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Clin J Sport Med. 1997 Oct;7(4):262-72.

Lifestyles and health risks of collegiate athletes: a multi-center study.

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1
Department of Family Medicine, UCLA School of Medicine, USA.

Abstract

OBJECTIVE:

To determine whether college athletes are at greater risk for maladaptive lifestyle and health-risk behaviors than their nonathletic peers and to identify high risk taking groups by gender, sport, and other identifiers.

DESIGN:

Multicenter, cross-sectional study.

SETTING:

Seven major geographically represented collegiate institutions in the United States.

PARTICIPANTS:

A total of 2,298 college athletes and 683 randomized nonathlete controls completed a confidential survey questionnaire between the summer of 1993 and winter of 1994, assessing lifestyle and health-risk behaviors over the previous 12 months.

MAIN OUTCOME MEASURES:

Self-reports of lifestyle behaviors and health risks in the following areas: motor-vehicle safety, substance abuse, sexually transmitted diseases and contraception, mental health, cancer prevention, nutrition, exercise and general preventive health issues.

RESULTS:

Athletes demonstrated significantly higher risk-taking behaviors (p < 0.05) than their nonathlete peers in the following areas: less likely always to use seatbelts; less likely always to use helmets with motorcycles, mopeds, and bicycles; more often drive as a passenger with a driver under the influence of alcohol or drugs; greater quantity and frequency of alcoholic beverages; greater frequency of smokeless tobacco and anabolic steroid use; less-safe sex; greater number of sexual partners; less contraceptive use; and more involvement in physical fights. Female athletes reported a higher prevalence of irregular menses, amenorrhea, and stress fractures compared with female nonathletes. Male athletes had more risk-taking behaviors than did female athletes (p < 0.05), and athletes in contact sports demonstrated more risk-taking behaviors than did athletes in noncontact sports (p < 0.05). Athletes with one risk-taking behavior were likely to have multiple risk-taking behaviors (p < 0.05).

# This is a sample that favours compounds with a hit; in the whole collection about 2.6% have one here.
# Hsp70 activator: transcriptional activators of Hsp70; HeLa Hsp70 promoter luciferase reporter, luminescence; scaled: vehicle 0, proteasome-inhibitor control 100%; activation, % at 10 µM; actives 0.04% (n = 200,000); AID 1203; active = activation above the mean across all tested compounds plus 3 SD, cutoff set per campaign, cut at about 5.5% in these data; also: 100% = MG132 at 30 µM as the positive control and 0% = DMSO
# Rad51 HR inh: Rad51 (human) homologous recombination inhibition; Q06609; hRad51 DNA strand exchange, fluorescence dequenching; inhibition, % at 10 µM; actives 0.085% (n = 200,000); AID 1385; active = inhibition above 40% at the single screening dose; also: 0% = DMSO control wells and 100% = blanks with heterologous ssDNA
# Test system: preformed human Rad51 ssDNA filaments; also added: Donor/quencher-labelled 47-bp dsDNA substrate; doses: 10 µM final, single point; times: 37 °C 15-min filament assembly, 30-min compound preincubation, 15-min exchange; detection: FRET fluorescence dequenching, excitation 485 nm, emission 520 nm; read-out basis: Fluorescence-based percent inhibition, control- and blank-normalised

CONCLUSIONS:

College athletes appear to be at higher risk than their nonathletic peers for certain maladaptive lifestyle behaviors. Athlete subgroups at highest risk include male athletes and athletes participating in contact sports. Athletes at risk for one high-risk behavior demonstrated an increased risk for multiple risk-taking behaviors. Preventive health interventions deserve further study to determine strategies for risk reduction in high-risk groups.

[Indexed for MEDLINE]

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